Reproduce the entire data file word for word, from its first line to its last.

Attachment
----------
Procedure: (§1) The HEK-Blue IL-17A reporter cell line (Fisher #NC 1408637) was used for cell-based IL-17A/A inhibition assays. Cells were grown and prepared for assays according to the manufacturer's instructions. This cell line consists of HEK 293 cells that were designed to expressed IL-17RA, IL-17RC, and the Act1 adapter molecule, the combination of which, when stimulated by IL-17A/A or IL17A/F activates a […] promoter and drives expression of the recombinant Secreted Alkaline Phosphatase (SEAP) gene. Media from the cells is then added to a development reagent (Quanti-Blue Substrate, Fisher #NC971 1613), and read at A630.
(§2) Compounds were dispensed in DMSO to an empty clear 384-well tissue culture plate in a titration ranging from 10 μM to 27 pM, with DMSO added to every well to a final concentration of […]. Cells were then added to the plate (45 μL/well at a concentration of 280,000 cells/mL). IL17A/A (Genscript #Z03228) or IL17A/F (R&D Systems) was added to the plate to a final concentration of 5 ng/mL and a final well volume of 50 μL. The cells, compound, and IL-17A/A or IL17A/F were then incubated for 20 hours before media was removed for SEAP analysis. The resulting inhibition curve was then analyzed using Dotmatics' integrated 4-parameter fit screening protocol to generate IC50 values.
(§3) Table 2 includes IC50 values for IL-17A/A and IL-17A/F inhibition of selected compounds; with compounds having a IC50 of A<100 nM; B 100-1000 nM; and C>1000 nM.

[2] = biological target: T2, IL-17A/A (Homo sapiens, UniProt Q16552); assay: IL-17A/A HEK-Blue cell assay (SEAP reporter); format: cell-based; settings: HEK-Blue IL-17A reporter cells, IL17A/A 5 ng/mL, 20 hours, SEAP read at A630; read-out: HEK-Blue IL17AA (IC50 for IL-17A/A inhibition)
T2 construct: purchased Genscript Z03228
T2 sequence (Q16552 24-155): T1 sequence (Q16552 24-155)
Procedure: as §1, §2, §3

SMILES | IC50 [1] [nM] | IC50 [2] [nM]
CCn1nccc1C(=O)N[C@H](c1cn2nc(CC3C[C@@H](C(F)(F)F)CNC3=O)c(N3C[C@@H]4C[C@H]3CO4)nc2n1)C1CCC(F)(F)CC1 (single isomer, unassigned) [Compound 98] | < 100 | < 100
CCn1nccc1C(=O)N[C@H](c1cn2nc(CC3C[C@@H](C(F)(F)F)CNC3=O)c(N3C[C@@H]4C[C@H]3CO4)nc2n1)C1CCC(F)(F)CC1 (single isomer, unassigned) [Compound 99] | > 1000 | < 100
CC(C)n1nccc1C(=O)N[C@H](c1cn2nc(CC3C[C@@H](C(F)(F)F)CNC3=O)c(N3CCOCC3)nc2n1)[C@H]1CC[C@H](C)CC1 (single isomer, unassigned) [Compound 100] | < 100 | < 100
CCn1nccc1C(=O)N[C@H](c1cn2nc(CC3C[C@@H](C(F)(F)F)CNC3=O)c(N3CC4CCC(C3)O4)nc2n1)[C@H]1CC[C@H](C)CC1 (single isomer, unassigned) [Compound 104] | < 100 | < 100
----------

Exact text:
Procedure: (§1) The HEK-Blue IL-17A reporter cell line (Fisher #NC 1408637) was used for cell-based IL-17A/A inhibition assays. Cells were grown and prepared for assays according to the manufacturer's instructions. This cell line consists of HEK 293 cells that were designed to expressed IL-17RA, IL-17RC, and the Act1 adapter molecule, the combination of which, when stimulated by IL-17A/A or IL17A/F activates a […] promoter and drives expression of the recombinant Secreted Alkaline Phosphatase (SEAP) gene. Media from the cells is then added to a development reagent (Quanti-Blue Substrate, Fisher #NC971 1613), and read at A630.
(§2) Compounds were dispensed in DMSO to an empty clear 384-well tissue culture plate in a titration ranging from 10 μM to 27 pM, with DMSO added to every well to a final concentration of […]. Cells were then added to the plate (45 μL/well at a concentration of 280,000 cells/mL). IL17A/A (Genscript #Z03228) or IL17A/F (R&D Systems) was added to the plate to a final concentration of 5 ng/mL and a final well volume of 50 μL. The cells, compound, and IL-17A/A or IL17A/F were then incubated for 20 hours before media was removed for SEAP analysis. The resulting inhibition curve was then analyzed using Dotmatics' integrated 4-parameter fit screening protocol to generate IC50 values.
(§3) Table 2 includes IC50 values for IL-17A/A and IL-17A/F inhibition of selected compounds; with compounds having a IC50 of A<100 nM; B 100-1000 nM; and C>1000 nM.

[2] = biological target: T2, IL-17A/A (Homo sapiens, UniProt Q16552); assay: IL-17A/A HEK-Blue cell assay (SEAP reporter); format: cell-based; settings: HEK-Blue IL-17A reporter cells, IL17A/A 5 ng/mL, 20 hours, SEAP read at A630; read-out: HEK-Blue IL17AA (IC50 for IL-17A/A inhibition)
T2 construct: purchased Genscript Z03228
T2 sequence (Q16552 24-155): T1 sequence (Q16552 24-155)
Procedure: as §1, §2, §3

SMILES | IC50 [1] [nM] | IC50 [2] [nM]
CCn1nccc1C(=O)N[C@H](c1cn2nc(CC3C[C@@H](C(F)(F)F)CNC3=O)c(N3C[C@@H]4C[C@H]3CO4)nc2n1)C1CCC(F)(F)CC1 (single isomer, unassigned) [Compound 98] | < 100 | < 100
CCn1nccc1C(=O)N[C@H](c1cn2nc(CC3C[C@@H](C(F)(F)F)CNC3=O)c(N3C[C@@H]4C[C@H]3CO4)nc2n1)C1CCC(F)(F)CC1 (single isomer, unassigned) [Compound 99] | > 1000 | < 100
CC(C)n1nccc1C(=O)N[C@H](c1cn2nc(CC3C[C@@H](C(F)(F)F)CNC3=O)c(N3CCOCC3)nc2n1)[C@H]1CC[C@H](C)CC1 (single isomer, unassigned) [Compound 100] | < 100 | < 100
CCn1nccc1C(=O)N[C@H](c1cn2nc(CC3C[C@@H](C(F)(F)F)CNC3=O)c(N3CC4CCC(C3)O4)nc2n1)[C@H]1CC[C@H](C)CC1 (single isomer, unassigned) [Compound 104] | < 100 | < 100